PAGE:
Journal Article

Long-term effect of the chincap on hard and soft tissues

ESJA Alhaija and A Richardson

in The European Journal of Orthodontics

Published on behalf of European Orthodontics Society

Volume 21, issue 3, pages 291-298
Published in print June 1999 | ISSN: 0141-5387
Published online June 1999 | e-ISSN: 1460-2210 | DOI:
Long-term effect of the chincap on hard and soft tissues

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The short- and long-term effects of the chincap used in combination with a removable appliance to procline upper incisors were analysed cephalometrically in 23 patients with class III malocclusions. The overall changes were compared with growth changes in a closely matched control sample of Class II patients. There was no evidence that the chincap retarded growth of the mandible. During treatment, there was an increase in mandibular length and facial height. The lower incisors retroclined and the upper incisors proclined. The incisor relationship was corrected. Soft tissue changes included an increase in nasolabial angle and improvement in soft-tissue profile, including the nose. Skeletal post-treatment changes included further mandibular growth associated with an increase in angle SNB and Wits measurement. Facial height also increased significantly. The Class I overjet was maintained, although slightly diminished. The soft tissue nose, upper and lower lip, and chin moved anteriorly, and the nasal tip and chin moved inferiorly.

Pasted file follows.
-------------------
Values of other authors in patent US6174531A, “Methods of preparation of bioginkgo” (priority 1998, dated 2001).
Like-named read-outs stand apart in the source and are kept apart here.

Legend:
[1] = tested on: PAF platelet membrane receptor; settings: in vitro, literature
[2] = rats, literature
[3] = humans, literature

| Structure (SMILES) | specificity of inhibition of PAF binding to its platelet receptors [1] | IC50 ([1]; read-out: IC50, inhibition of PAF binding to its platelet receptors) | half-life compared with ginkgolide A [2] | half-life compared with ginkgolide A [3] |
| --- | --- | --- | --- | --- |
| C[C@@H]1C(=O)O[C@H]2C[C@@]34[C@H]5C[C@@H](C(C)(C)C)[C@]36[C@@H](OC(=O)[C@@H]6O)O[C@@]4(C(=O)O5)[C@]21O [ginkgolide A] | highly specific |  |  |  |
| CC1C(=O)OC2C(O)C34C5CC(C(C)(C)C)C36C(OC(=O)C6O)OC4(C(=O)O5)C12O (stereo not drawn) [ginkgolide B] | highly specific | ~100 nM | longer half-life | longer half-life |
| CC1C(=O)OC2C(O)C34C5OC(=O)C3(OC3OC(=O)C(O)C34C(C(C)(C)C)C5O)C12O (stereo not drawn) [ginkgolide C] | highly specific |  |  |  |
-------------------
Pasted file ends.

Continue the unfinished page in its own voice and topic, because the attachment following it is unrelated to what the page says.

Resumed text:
At the end of the study period there were no significant skeletal or soft tissue differences between the treated and control groups. The only significant contrasts were in the overjet and the overbite.

Chincap therapy combined with an upper removable appliance to procline the upper incisors is effective in producing long-term correction of the incisor relationship by retroclination of lower incisors, proclination of upper incisors, and redirection of mandibular growth in a downward direction. The direction of growth at the chin is maintained subsequent to treatment as are the changes in incisor inclination, although in diminished form. There are corresponding improvements in the soft tissue profile.

Journal Article.  0 words. 

Subjects: Restorative Dentistry and Orthodontics

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